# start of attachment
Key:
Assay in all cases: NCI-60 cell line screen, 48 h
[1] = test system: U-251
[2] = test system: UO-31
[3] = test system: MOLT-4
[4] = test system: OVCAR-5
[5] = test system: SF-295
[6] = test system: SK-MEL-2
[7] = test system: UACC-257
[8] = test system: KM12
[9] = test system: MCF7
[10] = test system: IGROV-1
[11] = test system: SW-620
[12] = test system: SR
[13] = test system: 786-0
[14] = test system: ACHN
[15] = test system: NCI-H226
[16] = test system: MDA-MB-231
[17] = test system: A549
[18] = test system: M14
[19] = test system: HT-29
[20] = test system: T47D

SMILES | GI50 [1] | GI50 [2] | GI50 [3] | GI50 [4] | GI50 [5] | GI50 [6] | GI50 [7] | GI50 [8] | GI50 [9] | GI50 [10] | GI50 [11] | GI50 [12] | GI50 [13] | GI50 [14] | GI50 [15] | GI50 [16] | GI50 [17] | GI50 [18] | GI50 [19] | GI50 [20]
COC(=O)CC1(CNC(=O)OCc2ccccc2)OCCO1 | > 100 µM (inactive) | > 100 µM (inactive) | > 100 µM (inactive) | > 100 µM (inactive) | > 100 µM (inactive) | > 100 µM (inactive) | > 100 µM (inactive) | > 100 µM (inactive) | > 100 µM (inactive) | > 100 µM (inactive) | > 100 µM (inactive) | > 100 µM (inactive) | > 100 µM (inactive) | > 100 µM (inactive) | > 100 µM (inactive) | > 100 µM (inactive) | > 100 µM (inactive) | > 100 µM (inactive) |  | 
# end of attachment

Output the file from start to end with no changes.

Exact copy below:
Key:
Assay in all cases: NCI-60 cell line screen, 48 h
[1] = test system: U-251
[2] = test system: UO-31
[3] = test system: MOLT-4
[4] = test system: OVCAR-5
[5] = test system: SF-295
[6] = test system: SK-MEL-2
[7] = test system: UACC-257
[8] = test system: KM12
[9] = test system: MCF7
[10] = test system: IGROV-1
[11] = test system: SW-620
[12] = test system: SR
[13] = test system: 786-0
[14] = test system: ACHN
[15] = test system: NCI-H226
[16] = test system: MDA-MB-231
[17] = test system: A549
[18] = test system: M14
[19] = test system: HT-29
[20] = test system: T47D

SMILES | GI50 [1] | GI50 [2] | GI50 [3] | GI50 [4] | GI50 [5] | GI50 [6] | GI50 [7] | GI50 [8] | GI50 [9] | GI50 [10] | GI50 [11] | GI50 [12] | GI50 [13] | GI50 [14] | GI50 [15] | GI50 [16] | GI50 [17] | GI50 [18] | GI50 [19] | GI50 [20]
COC(=O)CC1(CNC(=O)OCc2ccccc2)OCCO1 | > 100 µM (inactive) | > 100 µM (inactive) | > 100 µM (inactive) | > 100 µM (inactive) | > 100 µM (inactive) | > 100 µM (inactive) | > 100 µM (inactive) | > 100 µM (inactive) | > 100 µM (inactive) | > 100 µM (inactive) | > 100 µM (inactive) | > 100 µM (inactive) | > 100 µM (inactive) | > 100 µM (inactive) | > 100 µM (inactive) | > 100 µM (inactive) | > 100 µM (inactive) | > 100 µM (inactive) |  | 